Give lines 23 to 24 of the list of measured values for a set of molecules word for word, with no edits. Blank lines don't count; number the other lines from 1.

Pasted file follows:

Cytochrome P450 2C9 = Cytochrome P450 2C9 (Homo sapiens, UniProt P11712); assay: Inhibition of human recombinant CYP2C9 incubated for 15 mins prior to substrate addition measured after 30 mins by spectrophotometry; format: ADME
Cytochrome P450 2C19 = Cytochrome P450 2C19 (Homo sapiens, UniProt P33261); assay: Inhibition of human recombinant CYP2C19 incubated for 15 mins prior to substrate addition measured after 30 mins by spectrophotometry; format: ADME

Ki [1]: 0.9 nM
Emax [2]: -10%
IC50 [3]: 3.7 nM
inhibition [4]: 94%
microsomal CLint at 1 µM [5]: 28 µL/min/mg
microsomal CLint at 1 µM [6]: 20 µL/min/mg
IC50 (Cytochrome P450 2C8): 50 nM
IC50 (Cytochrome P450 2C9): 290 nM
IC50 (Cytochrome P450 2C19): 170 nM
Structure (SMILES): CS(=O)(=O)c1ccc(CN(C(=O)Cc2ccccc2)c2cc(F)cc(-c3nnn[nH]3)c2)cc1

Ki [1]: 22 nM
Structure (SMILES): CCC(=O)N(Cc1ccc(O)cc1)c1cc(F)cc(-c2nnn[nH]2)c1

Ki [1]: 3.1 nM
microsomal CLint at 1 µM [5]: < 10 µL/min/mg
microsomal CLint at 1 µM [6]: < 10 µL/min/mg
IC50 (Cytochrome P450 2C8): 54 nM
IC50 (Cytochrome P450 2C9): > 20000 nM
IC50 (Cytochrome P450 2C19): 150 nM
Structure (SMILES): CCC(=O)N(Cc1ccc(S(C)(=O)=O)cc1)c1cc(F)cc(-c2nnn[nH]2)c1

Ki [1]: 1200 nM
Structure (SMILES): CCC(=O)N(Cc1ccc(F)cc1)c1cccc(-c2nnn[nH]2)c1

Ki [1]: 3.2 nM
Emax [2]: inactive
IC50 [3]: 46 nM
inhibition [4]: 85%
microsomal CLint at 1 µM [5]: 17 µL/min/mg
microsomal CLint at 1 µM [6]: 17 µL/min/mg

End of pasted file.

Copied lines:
Structure (SMILES): CCC(=O)N(Cc1ccc(F)cc1)c1cccc(-c2nnn[nH]2)c1

Ki [1]: 3.2 nM